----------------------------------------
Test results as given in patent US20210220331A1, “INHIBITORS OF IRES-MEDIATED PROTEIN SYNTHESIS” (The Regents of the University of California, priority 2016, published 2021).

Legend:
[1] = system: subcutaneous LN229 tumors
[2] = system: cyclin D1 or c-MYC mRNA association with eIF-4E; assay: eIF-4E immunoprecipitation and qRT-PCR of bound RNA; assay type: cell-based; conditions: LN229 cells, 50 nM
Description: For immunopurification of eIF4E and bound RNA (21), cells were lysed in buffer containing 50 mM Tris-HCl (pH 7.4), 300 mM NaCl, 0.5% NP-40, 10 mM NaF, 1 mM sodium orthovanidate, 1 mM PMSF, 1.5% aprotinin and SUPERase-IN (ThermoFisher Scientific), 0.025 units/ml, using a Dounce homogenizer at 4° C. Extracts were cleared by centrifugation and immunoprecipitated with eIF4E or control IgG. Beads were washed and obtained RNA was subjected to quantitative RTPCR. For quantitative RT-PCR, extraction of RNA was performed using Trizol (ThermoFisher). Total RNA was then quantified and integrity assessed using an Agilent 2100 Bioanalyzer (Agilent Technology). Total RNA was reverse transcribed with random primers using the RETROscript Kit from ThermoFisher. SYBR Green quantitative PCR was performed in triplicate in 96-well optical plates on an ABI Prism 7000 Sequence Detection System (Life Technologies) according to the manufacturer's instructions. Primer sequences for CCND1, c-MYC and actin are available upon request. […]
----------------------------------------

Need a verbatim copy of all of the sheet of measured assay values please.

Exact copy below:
Test results as given in patent US20210220331A1, “INHIBITORS OF IRES-MEDIATED PROTEIN SYNTHESIS” (The Regents of the University of California, priority 2016, published 2021).

Legend:
[1] = system: subcutaneous LN229 tumors
[2] = system: cyclin D1 or c-MYC mRNA association with eIF-4E; assay: eIF-4E immunoprecipitation and qRT-PCR of bound RNA; assay type: cell-based; conditions: LN229 cells, 50 nM
Description: For immunopurification of eIF4E and bound RNA (21), cells were lysed in buffer containing 50 mM Tris-HCl (pH 7.4), 300 mM NaCl, 0.5% NP-40, 10 mM NaF, 1 mM sodium orthovanidate, 1 mM PMSF, 1.5% aprotinin and SUPERase-IN (ThermoFisher Scientific), 0.025 units/ml, using a Dounce homogenizer at 4° C. Extracts were cleared by centrifugation and immunoprecipitated with eIF4E or control IgG. Beads were washed and obtained RNA was subjected to quantitative RTPCR. For quantitative RT-PCR, extraction of RNA was performed using Trizol (ThermoFisher). Total RNA was then quantified and integrity assessed using an Agilent 2100 Bioanalyzer (Agilent Technology). Total RNA was reverse transcribed with random primers using the RETROscript Kit from ThermoFisher. SYBR Green quantitative PCR was performed in triplicate in 96-well optical plates on an ABI Prism 7000 Sequence Detection System (Life Technologies) according to the manufacturer's instructions. Primer sequences for CCND1, c-MYC and actin are available upon request. […]